You only need to preserve products which contain water or organic material that supports microbial life. – this includes goat’s milk, aloe vera, hydrosols, colloidal oats, pulverised plant material.


– Units of measurement: Weather you are working in grams, ounces, or another unit of measurement, you will occasionally need to translate these back and forth. The typical measurement for a soap recipe in America is ounces while nearly every one else measures in grams. You can work in what ever measurement is most comfortable. However, grams are far more accurate because the size is smaller. So, if you are crafting a product in small amounts or the precision accuracy is very important grams will get you closer to the pin point correct measurement. If you are making a large batch ounces will be a more useful tool.


Your product’s shelf life will be ultimately determined by a stability test.  However to get some idea of the shelf life of your ingredients, look up each of your ingredients’ shelf lives and whichever ingredient expires first will impact the shelf life of your lotion.

If you are selling your product, a three month stability test will need to be performed. As any changes in a lotion will take place faster at higher temperatures, samples are put at different environmental conditions which include a range of temperatures from room temperature,  4°C /39°F (usual fridge temperature) to 40-45°C (104°F-113°F).  Samples are checked every 2, 4, 8, 12 and 24 weeks to see if they change over time.  If there is very little change after 3 months then the product may last for two years if it also passes other tests, such as preservative. You can buy a reptile egg incubator to carry out the 40-45°C (104°F-113°F) check.


Our article on emulsions and stability recommends natural emulsifiers (at least two effective emulsifiers must be used), provides details on how to create a stable emulsion and what concentrations to use.  Do not forget to include two stabilizers so your lotion stays emulsified!  It is important to note, cetyl/cetearyl alcohol and beeswax are not emulsifiers and some emulsifying waxes do not emulsify! 

Questions on emulsifiers? Browse or post in the forum.


If you want to learn more about lotion recipes and the  nuance of blending ingredients, we have hundreds of lotion recipes available in the Thermal Mermaid Recipe Directory. Our directory contains thousands of soap, bath cosmetic, and lotion recipes with hundreds of exclusive video tutorials, along with an entire community of active artisan cosmetic makers to help in the forum.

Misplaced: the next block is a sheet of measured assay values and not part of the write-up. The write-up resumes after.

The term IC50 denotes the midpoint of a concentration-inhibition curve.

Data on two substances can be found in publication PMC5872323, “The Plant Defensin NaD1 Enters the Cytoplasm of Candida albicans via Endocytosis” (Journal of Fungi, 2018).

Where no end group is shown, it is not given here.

Troubleshooting Need help?

    Feel free to explore some answers in the Soap Making & Bath Cosmetics ~ Thermal Mermaid Facebook Group


1. Sanitize containers, countertops, equipment. Boil some distilled water in case you need it later to make up the water which evaporated (if more than 10% water evaporated).

2. Weigh your WATER PHASE into your container.

• Heat the water phase using either a hotplate or double boiler/water bath (see equipment section above), to around 75°C/165°F and hold it at around that temperature for 20 minutes.

Note: 75°C for 20 minutes cannot be counted on to sterilize a product. It will likely reduce microbial levels by killing some of the non-endospore-forming bacteria, but it will probably not kill all of them.  To access a discussion between expert chemists and microbiologists on why the heat and hold is needed  (It should be noted that chemists are not taught this 20 minute period as when an emulsion is scaled up it will automatically receive more than 20 minutes heat and hold as an average emulsion will take approximately three times longer to produce in the factory).

3. While your water phase is heating, weigh your OIL PHASE into your other container.

Heat the oil phase up to roughly the same temperature as the water phase using either a hotplate double boiler/water bath (see equipment section above).  You DO NOT need to hold the oil phase for 20 mins, however, we will need to heat the oil phase up to the same temperature as the water phase when you combine the phases for a proper emulsion (see below).

4. After the water phase has had 20 minutes at around 75°C/165°F and the oil phase is also at that temperature follow the steps below.

• Slowly pour one of the phases into the other and mix for 2-5 minutes with a homogenizer or for crafters, a stick blender/mini mixer.  Do not use a milk/coffee frother or whisk or spoon/fork as emulsions need high shear.

• Mix as the lotion cools.  (Chemists will use an overhead stirrer for cool down phase stirring and crafters use a stick blender switched on intermittently.)

5. Weigh your cool down phase ingredients into a separate container. When the lotion cools down to 45°C/110°F, add your cool down phase ingredients and mix very well.


• You will notice your lotion will start to thicken up quite quickly while the lotion cools and it will continue to thicken up over the next hour or so.

6. Allow the lotion to continue to cool down to room temperature.

• Weigh the lotion to see if more than 10% water has evaporated. If it has, add some of the pre-boiled water to make up the difference and mix well. (Evaporation also occurs during the cool down period and a different amount of water will evaporate each time the lotion is made).

Test the pH and change as needed. 

7. Pour your lotion into jars/bottles only once it has cooled down to room temperature otherwise there will be condensation inside the container. The condensation will not contain preservative.